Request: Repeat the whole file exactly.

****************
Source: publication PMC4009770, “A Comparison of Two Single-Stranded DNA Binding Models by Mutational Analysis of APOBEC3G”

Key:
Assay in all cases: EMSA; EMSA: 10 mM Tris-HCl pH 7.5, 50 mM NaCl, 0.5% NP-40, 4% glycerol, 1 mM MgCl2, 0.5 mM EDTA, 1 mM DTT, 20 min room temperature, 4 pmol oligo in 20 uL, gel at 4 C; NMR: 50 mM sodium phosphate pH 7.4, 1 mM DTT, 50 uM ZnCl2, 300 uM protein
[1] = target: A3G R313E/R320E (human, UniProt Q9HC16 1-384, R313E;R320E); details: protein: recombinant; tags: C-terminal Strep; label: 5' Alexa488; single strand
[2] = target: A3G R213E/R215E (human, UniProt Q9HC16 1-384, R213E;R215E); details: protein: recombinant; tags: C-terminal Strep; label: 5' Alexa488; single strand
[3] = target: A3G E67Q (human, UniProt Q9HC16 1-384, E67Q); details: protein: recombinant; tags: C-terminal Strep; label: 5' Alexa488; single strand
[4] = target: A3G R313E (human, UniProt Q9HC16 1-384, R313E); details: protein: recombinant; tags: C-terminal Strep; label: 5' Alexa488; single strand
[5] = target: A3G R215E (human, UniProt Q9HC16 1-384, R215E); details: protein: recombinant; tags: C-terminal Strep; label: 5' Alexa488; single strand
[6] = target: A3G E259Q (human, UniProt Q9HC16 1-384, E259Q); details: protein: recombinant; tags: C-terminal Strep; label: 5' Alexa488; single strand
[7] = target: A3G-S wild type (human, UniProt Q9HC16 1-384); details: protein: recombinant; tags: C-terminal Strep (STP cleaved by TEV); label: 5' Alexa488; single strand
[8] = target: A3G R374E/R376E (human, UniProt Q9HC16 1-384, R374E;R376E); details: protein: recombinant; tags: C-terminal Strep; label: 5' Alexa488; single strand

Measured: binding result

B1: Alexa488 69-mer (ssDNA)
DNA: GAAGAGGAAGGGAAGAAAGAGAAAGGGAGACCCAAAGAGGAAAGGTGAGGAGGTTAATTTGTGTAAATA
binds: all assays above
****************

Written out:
Source: publication PMC4009770, “A Comparison of Two Single-Stranded DNA Binding Models by Mutational Analysis of APOBEC3G”

Key:
Assay in all cases: EMSA; EMSA: 10 mM Tris-HCl pH 7.5, 50 mM NaCl, 0.5% NP-40, 4% glycerol, 1 mM MgCl2, 0.5 mM EDTA, 1 mM DTT, 20 min room temperature, 4 pmol oligo in 20 uL, gel at 4 C; NMR: 50 mM sodium phosphate pH 7.4, 1 mM DTT, 50 uM ZnCl2, 300 uM protein
[1] = target: A3G R313E/R320E (human, UniProt Q9HC16 1-384, R313E;R320E); details: protein: recombinant; tags: C-terminal Strep; label: 5' Alexa488; single strand
[2] = target: A3G R213E/R215E (human, UniProt Q9HC16 1-384, R213E;R215E); details: protein: recombinant; tags: C-terminal Strep; label: 5' Alexa488; single strand
[3] = target: A3G E67Q (human, UniProt Q9HC16 1-384, E67Q); details: protein: recombinant; tags: C-terminal Strep; label: 5' Alexa488; single strand
[4] = target: A3G R313E (human, UniProt Q9HC16 1-384, R313E); details: protein: recombinant; tags: C-terminal Strep; label: 5' Alexa488; single strand
[5] = target: A3G R215E (human, UniProt Q9HC16 1-384, R215E); details: protein: recombinant; tags: C-terminal Strep; label: 5' Alexa488; single strand
[6] = target: A3G E259Q (human, UniProt Q9HC16 1-384, E259Q); details: protein: recombinant; tags: C-terminal Strep; label: 5' Alexa488; single strand
[7] = target: A3G-S wild type (human, UniProt Q9HC16 1-384); details: protein: recombinant; tags: C-terminal Strep (STP cleaved by TEV); label: 5' Alexa488; single strand
[8] = target: A3G R374E/R376E (human, UniProt Q9HC16 1-384, R374E;R376E); details: protein: recombinant; tags: C-terminal Strep; label: 5' Alexa488; single strand

Measured: binding result

B1: Alexa488 69-mer (ssDNA)
DNA: GAAGAGGAAGGGAAGAAAGAGAAAGGGAGACCCAAAGAGGAAAGGTGAGGAGGTTAATTTGTGTAAATA
binds: all assays above